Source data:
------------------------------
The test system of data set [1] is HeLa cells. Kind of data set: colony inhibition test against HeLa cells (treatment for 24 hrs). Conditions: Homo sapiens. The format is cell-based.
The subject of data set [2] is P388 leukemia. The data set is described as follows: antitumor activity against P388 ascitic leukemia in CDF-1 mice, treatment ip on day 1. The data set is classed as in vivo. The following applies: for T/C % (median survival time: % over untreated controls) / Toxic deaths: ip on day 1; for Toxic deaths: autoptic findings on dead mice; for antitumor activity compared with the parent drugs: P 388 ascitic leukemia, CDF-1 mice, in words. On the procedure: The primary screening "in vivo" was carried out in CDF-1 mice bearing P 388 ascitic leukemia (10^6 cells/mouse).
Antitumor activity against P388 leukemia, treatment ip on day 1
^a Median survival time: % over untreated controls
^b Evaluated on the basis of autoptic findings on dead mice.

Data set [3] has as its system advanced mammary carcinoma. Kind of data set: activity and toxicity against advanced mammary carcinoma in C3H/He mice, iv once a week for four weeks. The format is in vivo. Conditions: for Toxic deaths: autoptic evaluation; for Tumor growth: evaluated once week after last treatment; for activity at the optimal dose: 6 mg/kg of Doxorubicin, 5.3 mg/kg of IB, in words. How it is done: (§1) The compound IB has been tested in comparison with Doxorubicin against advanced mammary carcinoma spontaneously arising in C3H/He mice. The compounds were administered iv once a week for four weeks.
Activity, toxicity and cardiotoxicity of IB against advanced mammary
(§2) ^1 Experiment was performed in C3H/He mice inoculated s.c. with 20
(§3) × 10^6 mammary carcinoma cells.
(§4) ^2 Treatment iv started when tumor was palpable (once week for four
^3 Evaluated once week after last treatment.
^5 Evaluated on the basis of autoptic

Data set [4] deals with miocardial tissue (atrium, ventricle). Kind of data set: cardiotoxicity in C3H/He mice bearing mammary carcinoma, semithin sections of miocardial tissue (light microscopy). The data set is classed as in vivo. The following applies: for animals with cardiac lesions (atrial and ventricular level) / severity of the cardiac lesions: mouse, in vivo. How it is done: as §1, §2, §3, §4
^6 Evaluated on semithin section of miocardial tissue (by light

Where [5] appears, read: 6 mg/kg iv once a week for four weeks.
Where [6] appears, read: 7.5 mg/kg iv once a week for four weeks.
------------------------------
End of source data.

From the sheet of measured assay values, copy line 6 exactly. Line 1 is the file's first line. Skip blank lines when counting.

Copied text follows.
Data set [3] has as its system advanced mammary carcinoma. Kind of data set: activity and toxicity against advanced mammary carcinoma in C3H/He mice, iv once a week for four weeks. The format is in vivo. Conditions: for Toxic deaths: autoptic evaluation; for Tumor growth: evaluated once week after last treatment; for activity at the optimal dose: 6 mg/kg of Doxorubicin, 5.3 mg/kg of IB, in words. How it is done: (§1) The compound IB has been tested in comparison with Doxorubicin against advanced mammary carcinoma spontaneously arising in C3H/He mice. The compounds were administered iv once a week for four weeks.